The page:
After the deadly attack against an army bus during which a soldier was shot dead two days ago, Egyptians state media reported on Saturday that five soldiers were been shot moments after dawn prayers by gunmen at a checkpoint in suburb of Shubra al-Khayma in Cairo.
The death toll could have been much higher since the gunmen also planted three explosive devices that were probably aimed at killing or injuring passers-by or rescuers. Two of the bombs were promptly defused by security forces, while the third one was set off through a controlled detonation.
The killings are the latest episode of a series of armed assaults against military personnel that have been taking place since last July when Islamist leader of the Muslim Brotherhood and former prime minister, Mohammad Morsi, was overthrown by the military after weeks of popular protests against his government, accused of steering the country down an Islamist path and of being unable to tackle the growing economic crisis.
Morsi is currently in jail and faces four trials with charges that include espionage, killing of opposition protesters and is also accused of planning terrorist acts. In a statement released by Col. Ahmed Ali, the Egyptian military blamed the Muslim Brotherhood for the attack.
The Muslim Brotherhood has not responded to the accusations linking the group to Saturday’s ambush but the army is convinced they are behind the upsurge in attacks that rocked the country over the past few months, leading the Egyptian interim government to declare the Muslim Brotherhood a “terrorist group” last December.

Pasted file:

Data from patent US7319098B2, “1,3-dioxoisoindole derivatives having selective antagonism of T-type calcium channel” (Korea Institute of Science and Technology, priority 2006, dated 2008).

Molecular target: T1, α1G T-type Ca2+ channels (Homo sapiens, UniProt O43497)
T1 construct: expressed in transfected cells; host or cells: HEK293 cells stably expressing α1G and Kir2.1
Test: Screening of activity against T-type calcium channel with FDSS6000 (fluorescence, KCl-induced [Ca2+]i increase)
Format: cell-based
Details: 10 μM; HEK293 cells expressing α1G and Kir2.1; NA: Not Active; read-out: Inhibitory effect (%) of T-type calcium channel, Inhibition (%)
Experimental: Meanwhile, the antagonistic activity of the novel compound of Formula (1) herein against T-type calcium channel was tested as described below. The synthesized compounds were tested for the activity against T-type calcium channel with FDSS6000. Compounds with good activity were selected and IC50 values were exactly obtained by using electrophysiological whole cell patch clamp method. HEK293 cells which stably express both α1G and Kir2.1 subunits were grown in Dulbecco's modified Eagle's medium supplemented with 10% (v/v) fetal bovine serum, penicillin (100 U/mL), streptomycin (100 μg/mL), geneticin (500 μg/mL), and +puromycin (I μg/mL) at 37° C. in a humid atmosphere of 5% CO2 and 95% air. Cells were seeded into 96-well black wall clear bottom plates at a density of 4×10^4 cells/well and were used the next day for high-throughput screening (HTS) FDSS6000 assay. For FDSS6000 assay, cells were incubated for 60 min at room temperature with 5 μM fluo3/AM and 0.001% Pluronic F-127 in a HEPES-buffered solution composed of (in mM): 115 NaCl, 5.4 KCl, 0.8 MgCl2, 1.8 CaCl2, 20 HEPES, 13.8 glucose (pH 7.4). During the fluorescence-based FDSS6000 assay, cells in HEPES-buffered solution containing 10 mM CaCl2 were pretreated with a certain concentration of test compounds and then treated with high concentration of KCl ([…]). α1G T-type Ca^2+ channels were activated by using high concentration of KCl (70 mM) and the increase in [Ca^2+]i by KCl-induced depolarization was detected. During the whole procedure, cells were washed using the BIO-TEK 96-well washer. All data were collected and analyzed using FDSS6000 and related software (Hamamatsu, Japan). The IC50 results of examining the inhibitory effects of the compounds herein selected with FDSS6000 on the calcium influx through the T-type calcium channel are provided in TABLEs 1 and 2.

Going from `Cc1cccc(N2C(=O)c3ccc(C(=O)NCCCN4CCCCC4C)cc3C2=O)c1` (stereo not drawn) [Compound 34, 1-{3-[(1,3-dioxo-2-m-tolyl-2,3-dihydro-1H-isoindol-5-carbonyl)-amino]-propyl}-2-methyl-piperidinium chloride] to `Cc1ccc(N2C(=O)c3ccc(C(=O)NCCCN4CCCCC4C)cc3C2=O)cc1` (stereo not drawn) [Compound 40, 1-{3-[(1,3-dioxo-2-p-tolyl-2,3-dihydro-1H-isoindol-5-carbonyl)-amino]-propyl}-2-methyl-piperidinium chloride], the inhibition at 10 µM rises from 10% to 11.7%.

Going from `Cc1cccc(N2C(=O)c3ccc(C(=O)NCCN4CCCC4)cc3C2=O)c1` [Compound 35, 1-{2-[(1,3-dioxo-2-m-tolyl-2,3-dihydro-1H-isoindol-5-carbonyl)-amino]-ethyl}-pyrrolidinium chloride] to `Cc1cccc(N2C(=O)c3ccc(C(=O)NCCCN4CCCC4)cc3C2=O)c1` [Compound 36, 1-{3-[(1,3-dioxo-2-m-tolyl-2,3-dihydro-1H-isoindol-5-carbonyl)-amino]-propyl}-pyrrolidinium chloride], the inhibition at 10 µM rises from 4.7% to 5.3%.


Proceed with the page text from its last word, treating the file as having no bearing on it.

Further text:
The Muslim Brotherhood has condemned the wave of attacks and has declared to want pacific confrontation with the government. However, some analysts believe that members of the group may have radicalized over the past few months, aftet thousands of them after been killed in fights against the army.
In recent months shooting and car bombs in Cairo and throughout Egypt have killed 200 troops and many of them were claimed by the Sinai-based terrorist group “Ansar Bayt al-Maqdis” that was also responsible for bombing a bus of South Korean tourists in the Red Sea city of Taba last February.
According to the Los Angeles Times, the group announced on Saturday that Tawfik Freij, one of its founding members, died last week when the explosive he was transporting on his vehicle went off. It is believed that the late Mr. Freij was the mind behind a number of attacks in the Sinai area, as well as an attempt to kill the Egyptian interior minister bombing the police headquarters in Cairo six months ago.
The last incident happens just weeks before the April elections in which Military Chief Marshall Abdul Fattah al-Sis is due to run for president and is expected to win with a landslide. Al-Sisi has been accused lately of unleashing a military crackdown on Brotherhood members after Morsi’s fall, but he remains a highly esteemed figure in the Egyptian political landscape.
The election of al-Sisi as president next April may lead to an upsurge in violence from Islamist groups through the streets of Cairo or perhaps his leadership and his close links with the army may help to put an end to deadly attacks like those who claimed the life of five soldiers on Saturday and rebalance the social divide within the country.
By Stefano Salustri